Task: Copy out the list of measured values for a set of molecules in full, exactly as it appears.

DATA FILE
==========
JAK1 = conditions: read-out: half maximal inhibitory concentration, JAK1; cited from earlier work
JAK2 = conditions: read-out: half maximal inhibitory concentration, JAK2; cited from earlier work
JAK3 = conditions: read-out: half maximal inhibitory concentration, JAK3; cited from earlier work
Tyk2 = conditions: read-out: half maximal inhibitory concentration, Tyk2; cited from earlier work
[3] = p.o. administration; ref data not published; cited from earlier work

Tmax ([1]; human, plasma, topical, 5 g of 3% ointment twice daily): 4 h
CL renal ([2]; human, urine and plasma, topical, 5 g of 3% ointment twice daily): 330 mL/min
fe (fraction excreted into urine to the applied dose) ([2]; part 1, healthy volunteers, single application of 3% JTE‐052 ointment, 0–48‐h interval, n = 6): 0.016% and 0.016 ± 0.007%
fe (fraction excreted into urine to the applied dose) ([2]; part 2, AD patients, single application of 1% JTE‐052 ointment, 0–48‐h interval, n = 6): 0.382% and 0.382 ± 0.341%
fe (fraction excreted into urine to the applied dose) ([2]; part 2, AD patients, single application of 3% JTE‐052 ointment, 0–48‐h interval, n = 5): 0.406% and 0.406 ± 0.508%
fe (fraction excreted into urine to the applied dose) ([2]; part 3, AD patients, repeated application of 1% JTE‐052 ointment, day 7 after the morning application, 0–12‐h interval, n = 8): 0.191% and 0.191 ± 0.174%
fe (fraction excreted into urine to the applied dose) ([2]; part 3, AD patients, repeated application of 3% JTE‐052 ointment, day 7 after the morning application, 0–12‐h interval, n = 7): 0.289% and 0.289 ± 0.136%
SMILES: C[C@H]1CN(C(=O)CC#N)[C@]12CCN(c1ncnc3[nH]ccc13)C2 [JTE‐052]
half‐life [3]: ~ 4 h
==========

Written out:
JAK1 = conditions: read-out: half maximal inhibitory concentration, JAK1; cited from earlier work
JAK2 = conditions: read-out: half maximal inhibitory concentration, JAK2; cited from earlier work
JAK3 = conditions: read-out: half maximal inhibitory concentration, JAK3; cited from earlier work
Tyk2 = conditions: read-out: half maximal inhibitory concentration, Tyk2; cited from earlier work
[3] = p.o. administration; ref data not published; cited from earlier work

Tmax ([1]; human, plasma, topical, 5 g of 3% ointment twice daily): 4 h
CL renal ([2]; human, urine and plasma, topical, 5 g of 3% ointment twice daily): 330 mL/min
fe (fraction excreted into urine to the applied dose) ([2]; part 1, healthy volunteers, single application of 3% JTE‐052 ointment, 0–48‐h interval, n = 6): 0.016% and 0.016 ± 0.007%
fe (fraction excreted into urine to the applied dose) ([2]; part 2, AD patients, single application of 1% JTE‐052 ointment, 0–48‐h interval, n = 6): 0.382% and 0.382 ± 0.341%
fe (fraction excreted into urine to the applied dose) ([2]; part 2, AD patients, single application of 3% JTE‐052 ointment, 0–48‐h interval, n = 5): 0.406% and 0.406 ± 0.508%
fe (fraction excreted into urine to the applied dose) ([2]; part 3, AD patients, repeated application of 1% JTE‐052 ointment, day 7 after the morning application, 0–12‐h interval, n = 8): 0.191% and 0.191 ± 0.174%
fe (fraction excreted into urine to the applied dose) ([2]; part 3, AD patients, repeated application of 3% JTE‐052 ointment, day 7 after the morning application, 0–12‐h interval, n = 7): 0.289% and 0.289 ± 0.136%
SMILES: C[C@H]1CN(C(=O)CC#N)[C@]12CCN(c1ncnc3[nH]ccc13)C2 [JTE‐052]
half‐life [3]: ~ 4 h